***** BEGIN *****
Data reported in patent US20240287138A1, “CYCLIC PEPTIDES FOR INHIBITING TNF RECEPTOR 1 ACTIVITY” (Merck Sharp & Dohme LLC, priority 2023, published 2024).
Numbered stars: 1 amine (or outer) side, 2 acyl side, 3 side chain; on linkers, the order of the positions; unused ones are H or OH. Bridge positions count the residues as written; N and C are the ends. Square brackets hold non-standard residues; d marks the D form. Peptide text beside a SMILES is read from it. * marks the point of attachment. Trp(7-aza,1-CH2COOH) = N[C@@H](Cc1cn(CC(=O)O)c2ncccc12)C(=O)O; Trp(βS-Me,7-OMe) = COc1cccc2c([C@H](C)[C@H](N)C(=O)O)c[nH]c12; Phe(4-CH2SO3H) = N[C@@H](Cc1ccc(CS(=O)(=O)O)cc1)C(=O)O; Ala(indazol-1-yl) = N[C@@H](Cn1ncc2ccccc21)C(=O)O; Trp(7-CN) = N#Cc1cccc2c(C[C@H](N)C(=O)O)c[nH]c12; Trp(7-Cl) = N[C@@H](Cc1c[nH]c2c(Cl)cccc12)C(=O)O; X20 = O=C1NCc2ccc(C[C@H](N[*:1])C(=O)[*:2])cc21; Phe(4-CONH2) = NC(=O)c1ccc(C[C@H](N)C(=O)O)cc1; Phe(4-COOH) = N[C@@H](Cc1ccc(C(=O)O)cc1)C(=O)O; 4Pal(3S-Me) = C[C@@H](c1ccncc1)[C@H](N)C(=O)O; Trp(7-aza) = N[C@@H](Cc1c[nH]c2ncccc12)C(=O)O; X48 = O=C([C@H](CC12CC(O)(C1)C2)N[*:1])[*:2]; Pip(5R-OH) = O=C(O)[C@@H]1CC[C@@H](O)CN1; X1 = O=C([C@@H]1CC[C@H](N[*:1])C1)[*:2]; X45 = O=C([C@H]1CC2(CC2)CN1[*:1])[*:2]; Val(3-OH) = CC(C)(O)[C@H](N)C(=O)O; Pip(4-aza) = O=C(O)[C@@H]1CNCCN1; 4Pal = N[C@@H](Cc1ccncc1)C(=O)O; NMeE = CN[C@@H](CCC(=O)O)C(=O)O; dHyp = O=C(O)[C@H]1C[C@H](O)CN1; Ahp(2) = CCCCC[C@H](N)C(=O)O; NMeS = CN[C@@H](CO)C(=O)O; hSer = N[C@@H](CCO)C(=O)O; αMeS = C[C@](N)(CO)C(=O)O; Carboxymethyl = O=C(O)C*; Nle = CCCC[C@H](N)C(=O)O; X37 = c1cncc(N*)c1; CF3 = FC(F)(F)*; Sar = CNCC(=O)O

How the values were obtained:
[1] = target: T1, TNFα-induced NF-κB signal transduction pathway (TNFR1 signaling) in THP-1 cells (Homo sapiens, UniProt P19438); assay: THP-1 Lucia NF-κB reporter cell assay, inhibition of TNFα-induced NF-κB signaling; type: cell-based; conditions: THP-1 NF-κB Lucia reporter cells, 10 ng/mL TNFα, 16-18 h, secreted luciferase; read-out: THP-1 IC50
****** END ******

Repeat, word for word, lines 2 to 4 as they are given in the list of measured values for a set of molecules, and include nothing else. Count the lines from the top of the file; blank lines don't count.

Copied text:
Numbered stars: 1 amine (or outer) side, 2 acyl side, 3 side chain; on linkers, the order of the positions; unused ones are H or OH. Bridge positions count the residues as written; N and C are the ends. Square brackets hold non-standard residues; d marks the D form. Peptide text beside a SMILES is read from it. * marks the point of attachment. Trp(7-aza,1-CH2COOH) = N[C@@H](Cc1cn(CC(=O)O)c2ncccc12)C(=O)O; Trp(βS-Me,7-OMe) = COc1cccc2c([C@H](C)[C@H](N)C(=O)O)c[nH]c12; Phe(4-CH2SO3H) = N[C@@H](Cc1ccc(CS(=O)(=O)O)cc1)C(=O)O; Ala(indazol-1-yl) = N[C@@H](Cn1ncc2ccccc21)C(=O)O; Trp(7-CN) = N#Cc1cccc2c(C[C@H](N)C(=O)O)c[nH]c12; Trp(7-Cl) = N[C@@H](Cc1c[nH]c2c(Cl)cccc12)C(=O)O; X20 = O=C1NCc2ccc(C[C@H](N[*:1])C(=O)[*:2])cc21; Phe(4-CONH2) = NC(=O)c1ccc(C[C@H](N)C(=O)O)cc1; Phe(4-COOH) = N[C@@H](Cc1ccc(C(=O)O)cc1)C(=O)O; 4Pal(3S-Me) = C[C@@H](c1ccncc1)[C@H](N)C(=O)O; Trp(7-aza) = N[C@@H](Cc1c[nH]c2ncccc12)C(=O)O; X48 = O=C([C@H](CC12CC(O)(C1)C2)N[*:1])[*:2]; Pip(5R-OH) = O=C(O)[C@@H]1CC[C@@H](O)CN1; X1 = O=C([C@@H]1CC[C@H](N[*:1])C1)[*:2]; X45 = O=C([C@H]1CC2(CC2)CN1[*:1])[*:2]; Val(3-OH) = CC(C)(O)[C@H](N)C(=O)O; Pip(4-aza) = O=C(O)[C@@H]1CNCCN1; 4Pal = N[C@@H](Cc1ccncc1)C(=O)O; NMeE = CN[C@@H](CCC(=O)O)C(=O)O; dHyp = O=C(O)[C@H]1C[C@H](O)CN1; Ahp(2) = CCCCC[C@H](N)C(=O)O; NMeS = CN[C@@H](CO)C(=O)O; hSer = N[C@@H](CCO)C(=O)O; αMeS = C[C@](N)(CO)C(=O)O; Carboxymethyl = O=C(O)C*; Nle = CCCC[C@H](N)C(=O)O; X37 = c1cncc(N*)c1; CF3 = FC(F)(F)*; Sar = CNCC(=O)O

How the values were obtained:
[1] = target: T1, TNFα-induced NF-κB signal transduction pathway (TNFR1 signaling) in THP-1 cells (Homo sapiens, UniProt P19438); assay: THP-1 Lucia NF-κB reporter cell assay, inhibition of TNFα-induced NF-κB signaling; type: cell-based; conditions: THP-1 NF-κB Lucia reporter cells, 10 ng/mL TNFα, 16-18 h, secreted luciferase; read-out: THP-1 IC50